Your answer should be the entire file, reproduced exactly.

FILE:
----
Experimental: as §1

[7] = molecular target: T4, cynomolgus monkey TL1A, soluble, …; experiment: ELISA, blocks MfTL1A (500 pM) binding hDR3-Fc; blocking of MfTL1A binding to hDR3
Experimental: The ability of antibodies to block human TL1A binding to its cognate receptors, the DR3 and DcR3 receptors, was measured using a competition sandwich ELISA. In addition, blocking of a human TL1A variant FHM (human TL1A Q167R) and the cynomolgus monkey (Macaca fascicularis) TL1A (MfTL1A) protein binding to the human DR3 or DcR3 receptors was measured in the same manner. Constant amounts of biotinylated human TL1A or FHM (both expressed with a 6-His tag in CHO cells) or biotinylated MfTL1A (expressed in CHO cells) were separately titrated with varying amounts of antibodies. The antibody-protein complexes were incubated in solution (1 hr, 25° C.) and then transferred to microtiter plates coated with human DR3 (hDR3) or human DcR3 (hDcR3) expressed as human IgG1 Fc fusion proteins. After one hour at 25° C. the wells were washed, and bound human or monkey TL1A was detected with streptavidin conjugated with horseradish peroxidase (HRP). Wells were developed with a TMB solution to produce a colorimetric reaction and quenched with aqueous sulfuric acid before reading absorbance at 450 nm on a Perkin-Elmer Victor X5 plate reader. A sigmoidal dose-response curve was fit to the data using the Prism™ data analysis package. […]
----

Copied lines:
Experimental: as §1

[7] = molecular target: T4, cynomolgus monkey TL1A, soluble, …; experiment: ELISA, blocks MfTL1A (500 pM) binding hDR3-Fc; blocking of MfTL1A binding to hDR3
Experimental: The ability of antibodies to block human TL1A binding to its cognate receptors, the DR3 and DcR3 receptors, was measured using a competition sandwich ELISA. In addition, blocking of a human TL1A variant FHM (human TL1A Q167R) and the cynomolgus monkey (Macaca fascicularis) TL1A (MfTL1A) protein binding to the human DR3 or DcR3 receptors was measured in the same manner. Constant amounts of biotinylated human TL1A or FHM (both expressed with a 6-His tag in CHO cells) or biotinylated MfTL1A (expressed in CHO cells) were separately titrated with varying amounts of antibodies. The antibody-protein complexes were incubated in solution (1 hr, 25° C.) and then transferred to microtiter plates coated with human DR3 (hDR3) or human DcR3 (hDcR3) expressed as human IgG1 Fc fusion proteins. After one hour at 25° C. the wells were washed, and bound human or monkey TL1A was detected with streptavidin conjugated with horseradish peroxidase (HRP). Wells were developed with a TMB solution to produce a colorimetric reaction and quenched with aqueous sulfuric acid before reading absorbance at 450 nm on a Perkin-Elmer Victor X5 plate reader. A sigmoidal dose-response curve was fit to the data using the Prism™ data analysis package. […]